Rangeland Grasshopper Forecast Maps For Wyoming
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The Outbreak Frequency Map is an historical (1944  1996) summary
of infestations >= 8 grasshoppers/yd^{2}. This map highlights areas that
have frequently suffered from grasshopper outbreaks.
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This map depicts the probability of a grasshopper infestation persisting
and answers the question, "If the rangeland was infested last year, what is the
probability that it will be infested this year?".
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This map depicts the expected duration that a site is likely to be infested and
answers the question, "If the rangeland is infested at present, how long will this
condition likely continue?".
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This map depicts the probability of a grasshopper infestation developing
and answers the question, "If the rangeland was not infested last
year, what is the probability that it will be infested this year?".
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This map depicts the expected duration that a site is likely to be uninfested and
answers the question, "If the rangeland is not infested at present,
how long will this condition likely continue?".
How to use these maps for Pest Management:
Survey:
The key to effective pest management is to focus the search for rangeland
grasshoppers on those lands most likely to be infested. Therefore, based on what
you know of last year's situation, the most effective strategy would be to survey: 1)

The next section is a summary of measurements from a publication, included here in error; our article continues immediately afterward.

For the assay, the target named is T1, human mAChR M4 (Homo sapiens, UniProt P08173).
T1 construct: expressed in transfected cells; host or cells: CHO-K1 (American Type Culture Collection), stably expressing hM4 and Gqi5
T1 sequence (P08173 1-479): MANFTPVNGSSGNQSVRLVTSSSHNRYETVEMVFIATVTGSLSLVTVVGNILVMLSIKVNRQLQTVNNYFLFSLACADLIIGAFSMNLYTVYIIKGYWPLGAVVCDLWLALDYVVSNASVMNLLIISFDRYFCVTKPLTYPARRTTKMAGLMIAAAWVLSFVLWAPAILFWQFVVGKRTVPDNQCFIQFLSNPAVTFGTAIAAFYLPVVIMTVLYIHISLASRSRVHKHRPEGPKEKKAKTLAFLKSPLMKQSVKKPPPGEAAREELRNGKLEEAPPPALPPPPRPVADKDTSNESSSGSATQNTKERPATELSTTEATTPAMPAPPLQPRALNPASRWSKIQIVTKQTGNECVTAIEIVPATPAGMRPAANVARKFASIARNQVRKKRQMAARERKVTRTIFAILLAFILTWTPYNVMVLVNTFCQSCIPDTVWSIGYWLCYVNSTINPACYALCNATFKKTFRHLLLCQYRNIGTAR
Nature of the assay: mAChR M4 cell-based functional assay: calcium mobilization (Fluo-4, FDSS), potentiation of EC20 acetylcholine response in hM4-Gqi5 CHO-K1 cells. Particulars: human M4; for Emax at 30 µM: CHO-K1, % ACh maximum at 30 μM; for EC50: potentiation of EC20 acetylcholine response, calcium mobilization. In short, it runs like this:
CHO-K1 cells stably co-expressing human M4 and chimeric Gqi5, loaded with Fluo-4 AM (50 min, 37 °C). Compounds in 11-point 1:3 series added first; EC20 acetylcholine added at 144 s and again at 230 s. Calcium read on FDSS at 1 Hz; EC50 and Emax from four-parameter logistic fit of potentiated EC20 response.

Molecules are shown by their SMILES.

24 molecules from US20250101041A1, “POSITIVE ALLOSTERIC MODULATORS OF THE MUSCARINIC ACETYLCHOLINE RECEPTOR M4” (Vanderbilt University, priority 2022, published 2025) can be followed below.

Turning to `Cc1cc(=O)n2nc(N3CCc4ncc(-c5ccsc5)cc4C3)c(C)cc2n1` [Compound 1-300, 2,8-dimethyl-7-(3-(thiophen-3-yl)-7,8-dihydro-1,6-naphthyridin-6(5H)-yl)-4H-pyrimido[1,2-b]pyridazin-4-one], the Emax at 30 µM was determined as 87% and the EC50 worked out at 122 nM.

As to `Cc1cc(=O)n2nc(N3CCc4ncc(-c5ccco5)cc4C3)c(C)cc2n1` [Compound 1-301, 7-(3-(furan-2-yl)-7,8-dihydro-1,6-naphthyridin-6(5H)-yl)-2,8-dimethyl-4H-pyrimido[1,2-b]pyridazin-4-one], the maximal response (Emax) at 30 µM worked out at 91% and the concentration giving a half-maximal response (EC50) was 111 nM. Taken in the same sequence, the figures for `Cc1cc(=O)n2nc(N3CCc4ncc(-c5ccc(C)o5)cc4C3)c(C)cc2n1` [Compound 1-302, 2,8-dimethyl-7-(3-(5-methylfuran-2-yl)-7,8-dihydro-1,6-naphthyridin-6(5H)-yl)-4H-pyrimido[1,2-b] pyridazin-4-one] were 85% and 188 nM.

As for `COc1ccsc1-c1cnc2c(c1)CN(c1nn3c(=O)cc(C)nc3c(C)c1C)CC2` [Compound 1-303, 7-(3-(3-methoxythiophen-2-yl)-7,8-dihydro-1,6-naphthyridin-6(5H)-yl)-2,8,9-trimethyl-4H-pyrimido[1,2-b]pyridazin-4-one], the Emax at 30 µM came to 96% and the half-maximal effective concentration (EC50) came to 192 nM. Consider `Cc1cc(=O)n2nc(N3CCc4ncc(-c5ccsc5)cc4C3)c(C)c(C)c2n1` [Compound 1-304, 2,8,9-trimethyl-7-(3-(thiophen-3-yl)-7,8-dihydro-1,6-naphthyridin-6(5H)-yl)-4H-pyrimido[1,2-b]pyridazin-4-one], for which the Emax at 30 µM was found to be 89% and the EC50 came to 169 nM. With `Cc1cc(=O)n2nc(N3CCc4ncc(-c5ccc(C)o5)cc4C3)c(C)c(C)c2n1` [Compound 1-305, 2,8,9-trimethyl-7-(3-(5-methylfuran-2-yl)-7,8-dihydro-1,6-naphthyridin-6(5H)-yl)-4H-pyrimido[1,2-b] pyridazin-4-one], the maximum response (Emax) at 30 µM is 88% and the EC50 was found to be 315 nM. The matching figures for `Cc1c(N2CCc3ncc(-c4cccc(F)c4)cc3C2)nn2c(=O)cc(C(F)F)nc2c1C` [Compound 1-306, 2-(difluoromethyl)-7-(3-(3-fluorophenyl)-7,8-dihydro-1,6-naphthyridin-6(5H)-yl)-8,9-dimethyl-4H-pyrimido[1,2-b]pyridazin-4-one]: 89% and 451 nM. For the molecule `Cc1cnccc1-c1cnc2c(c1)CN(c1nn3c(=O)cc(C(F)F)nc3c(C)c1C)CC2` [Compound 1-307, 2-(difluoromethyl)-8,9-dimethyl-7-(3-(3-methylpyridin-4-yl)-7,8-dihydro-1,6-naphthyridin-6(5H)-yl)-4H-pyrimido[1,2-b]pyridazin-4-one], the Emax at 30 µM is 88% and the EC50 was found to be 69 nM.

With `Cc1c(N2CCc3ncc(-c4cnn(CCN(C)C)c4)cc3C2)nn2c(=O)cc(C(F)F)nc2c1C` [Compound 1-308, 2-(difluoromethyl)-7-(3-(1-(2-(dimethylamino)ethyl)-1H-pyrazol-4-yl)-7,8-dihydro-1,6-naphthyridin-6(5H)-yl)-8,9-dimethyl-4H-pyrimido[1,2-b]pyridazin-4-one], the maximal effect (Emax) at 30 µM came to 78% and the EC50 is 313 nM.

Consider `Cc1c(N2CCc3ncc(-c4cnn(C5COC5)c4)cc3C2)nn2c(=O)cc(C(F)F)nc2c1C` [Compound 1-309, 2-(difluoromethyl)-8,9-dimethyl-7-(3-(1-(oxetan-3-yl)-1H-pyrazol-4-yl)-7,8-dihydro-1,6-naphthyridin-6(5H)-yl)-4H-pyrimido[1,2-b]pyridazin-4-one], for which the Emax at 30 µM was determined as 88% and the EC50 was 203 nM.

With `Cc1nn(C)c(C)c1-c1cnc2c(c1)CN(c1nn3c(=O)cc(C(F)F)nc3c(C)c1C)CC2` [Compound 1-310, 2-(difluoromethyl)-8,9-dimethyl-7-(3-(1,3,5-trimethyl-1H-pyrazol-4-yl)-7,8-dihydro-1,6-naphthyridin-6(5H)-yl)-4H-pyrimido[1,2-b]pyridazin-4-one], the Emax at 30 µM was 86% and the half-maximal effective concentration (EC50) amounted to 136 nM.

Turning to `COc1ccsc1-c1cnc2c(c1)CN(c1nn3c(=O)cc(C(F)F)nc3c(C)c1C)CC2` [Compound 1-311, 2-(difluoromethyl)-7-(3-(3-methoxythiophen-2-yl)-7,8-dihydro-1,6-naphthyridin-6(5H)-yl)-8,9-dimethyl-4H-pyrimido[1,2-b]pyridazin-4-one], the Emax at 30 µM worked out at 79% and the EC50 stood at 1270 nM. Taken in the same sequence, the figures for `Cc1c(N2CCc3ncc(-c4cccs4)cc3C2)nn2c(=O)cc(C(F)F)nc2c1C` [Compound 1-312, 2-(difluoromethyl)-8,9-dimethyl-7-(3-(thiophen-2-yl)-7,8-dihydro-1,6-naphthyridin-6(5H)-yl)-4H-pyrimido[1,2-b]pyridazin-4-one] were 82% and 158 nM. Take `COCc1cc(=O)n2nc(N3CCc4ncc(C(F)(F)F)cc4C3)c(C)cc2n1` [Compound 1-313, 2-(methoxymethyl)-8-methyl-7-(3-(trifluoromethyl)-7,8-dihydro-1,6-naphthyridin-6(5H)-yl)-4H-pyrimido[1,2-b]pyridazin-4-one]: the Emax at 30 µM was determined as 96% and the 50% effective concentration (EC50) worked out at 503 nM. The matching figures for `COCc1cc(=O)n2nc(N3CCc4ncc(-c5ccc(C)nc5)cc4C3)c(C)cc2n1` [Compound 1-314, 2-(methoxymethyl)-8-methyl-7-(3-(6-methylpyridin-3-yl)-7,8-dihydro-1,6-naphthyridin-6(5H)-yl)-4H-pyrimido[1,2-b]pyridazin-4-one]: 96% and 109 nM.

areas that were infested and have a high probability of continuing infestation and 2)
areas that were uninfested and have a high probability of becoming infested.
Control:
It may be necessary to focus management programs in areas that have the
greatest potential for economic return. One of the most important elements of
assuring a profitable treatment is to control populations that are likely to persist if
nothing is done, thereby accruing multipleyear benefits from this year's treatment.
Conversely, if an infestation has a low probability of persisting beyond the
current year, then the economic returns from a control program will be limited to the
forage that is protected in a single growing season. Therefore, with all other
factors being equal, management priority should be allocated to land that has the longest
expected duration of infestation and the greatest probability of continued infestation.
Limitations to this information:
As with financial investments, past performance is no guarantee of
future returns. In an ecological sense, our analysis assumes that all of the factors
that were responsible for grasshopper population dynamics over the last 50 years are
continuing to operate in the same manner at the present time. Any changes in the
inputs that accounted for the transitions in the past will affect the accuracy of our
current forecast.
The only grasshopper population density that was consistently recorded
since 1944 is > 8 grasshoppers/yd^{2}. We know that this density rarely
represents the economic threshold, although it may be close to the ecological carrying
capacity of the rangeland, and it may portend an increase in the population. However,
all of the probabilities and durations reflect this particular density. So, for
example, the chances of an infestation of 25 grasshoppers/yd^{2} persisting for
more than a single year may be much different than the probability indicated on these
maps.
Our analysis was conducted using a spatial unit of 250 acres.
That is, each of the grid "cells" on the map represents a fixed area of
rangeland, and it is possible that the analysis would have yielded a different results is
a substantially larger or smaller scale had been used. However, we chose a parcel
size of 250 acres as being small enough to provide an appropriate level of detail but
large enough to be of relevance to management practices.
Terms:
Infested = ³ 8 grasshoppers/yd^{2}
Uninfested = < 8 grasshoppers/yd^{2}
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Markov Chain Extension.
Copyright © 2000 Kiana Zimmerman, Jeffrey
Lockwood, and Scott
Schell.
Entomology Section
Department of Renewable Resources
College of Agriculture
University of Wyoming